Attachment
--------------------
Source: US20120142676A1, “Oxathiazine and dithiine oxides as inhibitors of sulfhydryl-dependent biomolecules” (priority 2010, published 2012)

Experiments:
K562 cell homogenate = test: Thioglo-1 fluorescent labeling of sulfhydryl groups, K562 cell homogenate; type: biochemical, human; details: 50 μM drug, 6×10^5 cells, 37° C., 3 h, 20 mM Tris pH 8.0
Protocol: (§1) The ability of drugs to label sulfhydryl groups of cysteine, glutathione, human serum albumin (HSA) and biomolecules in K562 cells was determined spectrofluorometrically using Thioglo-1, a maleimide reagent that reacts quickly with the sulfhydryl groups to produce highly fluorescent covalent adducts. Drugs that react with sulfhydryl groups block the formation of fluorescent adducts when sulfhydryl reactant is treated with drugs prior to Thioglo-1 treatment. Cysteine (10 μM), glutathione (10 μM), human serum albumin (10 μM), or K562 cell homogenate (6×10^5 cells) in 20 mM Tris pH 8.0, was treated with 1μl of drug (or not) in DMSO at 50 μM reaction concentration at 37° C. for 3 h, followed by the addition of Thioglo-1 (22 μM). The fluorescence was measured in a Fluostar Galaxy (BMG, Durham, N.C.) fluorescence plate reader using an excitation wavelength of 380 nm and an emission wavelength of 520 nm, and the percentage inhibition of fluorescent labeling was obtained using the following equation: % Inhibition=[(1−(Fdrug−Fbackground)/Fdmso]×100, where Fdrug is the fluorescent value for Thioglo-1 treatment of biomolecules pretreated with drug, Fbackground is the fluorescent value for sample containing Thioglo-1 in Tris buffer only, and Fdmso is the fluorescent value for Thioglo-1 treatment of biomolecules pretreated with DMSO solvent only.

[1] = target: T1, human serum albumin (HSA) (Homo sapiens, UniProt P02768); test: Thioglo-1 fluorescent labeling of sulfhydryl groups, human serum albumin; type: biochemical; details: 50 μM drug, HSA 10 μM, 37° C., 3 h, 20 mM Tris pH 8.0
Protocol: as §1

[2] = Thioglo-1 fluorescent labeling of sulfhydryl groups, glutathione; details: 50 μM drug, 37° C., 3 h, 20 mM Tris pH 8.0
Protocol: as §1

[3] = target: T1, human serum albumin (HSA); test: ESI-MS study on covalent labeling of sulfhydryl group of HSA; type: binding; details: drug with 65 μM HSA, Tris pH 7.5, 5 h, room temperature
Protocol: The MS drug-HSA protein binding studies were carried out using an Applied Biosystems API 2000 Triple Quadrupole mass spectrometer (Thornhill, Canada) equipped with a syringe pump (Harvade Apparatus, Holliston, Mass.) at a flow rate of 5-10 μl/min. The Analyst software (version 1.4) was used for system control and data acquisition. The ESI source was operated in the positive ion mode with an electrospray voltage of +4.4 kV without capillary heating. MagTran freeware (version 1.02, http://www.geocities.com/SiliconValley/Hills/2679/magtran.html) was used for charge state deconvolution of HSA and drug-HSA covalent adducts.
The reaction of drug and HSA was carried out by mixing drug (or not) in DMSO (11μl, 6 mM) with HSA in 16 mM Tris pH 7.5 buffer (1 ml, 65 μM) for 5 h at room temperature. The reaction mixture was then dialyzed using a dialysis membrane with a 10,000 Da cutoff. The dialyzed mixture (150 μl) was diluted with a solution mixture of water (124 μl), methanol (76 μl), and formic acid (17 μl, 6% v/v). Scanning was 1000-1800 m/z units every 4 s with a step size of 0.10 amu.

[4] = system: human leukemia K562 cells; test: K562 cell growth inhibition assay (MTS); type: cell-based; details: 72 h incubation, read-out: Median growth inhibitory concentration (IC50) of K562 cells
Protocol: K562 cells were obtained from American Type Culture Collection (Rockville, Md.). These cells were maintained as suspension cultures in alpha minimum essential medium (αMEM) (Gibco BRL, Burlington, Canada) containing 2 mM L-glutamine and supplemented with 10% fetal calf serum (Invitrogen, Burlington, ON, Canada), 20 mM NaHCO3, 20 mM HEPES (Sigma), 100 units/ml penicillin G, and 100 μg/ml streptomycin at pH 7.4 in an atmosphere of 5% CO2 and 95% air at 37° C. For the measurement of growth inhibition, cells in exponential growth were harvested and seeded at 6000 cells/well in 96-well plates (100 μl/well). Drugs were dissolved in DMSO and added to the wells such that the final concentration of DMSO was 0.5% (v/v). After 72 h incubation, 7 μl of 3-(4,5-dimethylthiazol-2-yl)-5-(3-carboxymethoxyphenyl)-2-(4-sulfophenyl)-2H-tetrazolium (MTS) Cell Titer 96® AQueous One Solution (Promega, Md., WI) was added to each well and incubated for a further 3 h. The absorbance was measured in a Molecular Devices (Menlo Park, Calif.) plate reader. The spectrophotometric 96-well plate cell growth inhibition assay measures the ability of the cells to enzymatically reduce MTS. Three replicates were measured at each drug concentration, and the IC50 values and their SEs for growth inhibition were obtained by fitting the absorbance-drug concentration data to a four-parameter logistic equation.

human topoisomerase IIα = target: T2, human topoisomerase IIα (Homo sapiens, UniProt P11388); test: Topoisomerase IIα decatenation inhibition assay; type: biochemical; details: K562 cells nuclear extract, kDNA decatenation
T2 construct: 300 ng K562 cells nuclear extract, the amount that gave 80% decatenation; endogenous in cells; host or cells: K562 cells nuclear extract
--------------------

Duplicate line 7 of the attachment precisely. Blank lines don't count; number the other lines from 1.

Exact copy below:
[2] = Thioglo-1 fluorescent labeling of sulfhydryl groups, glutathione; details: 50 μM drug, 37° C., 3 h, 20 mM Tris pH 8.0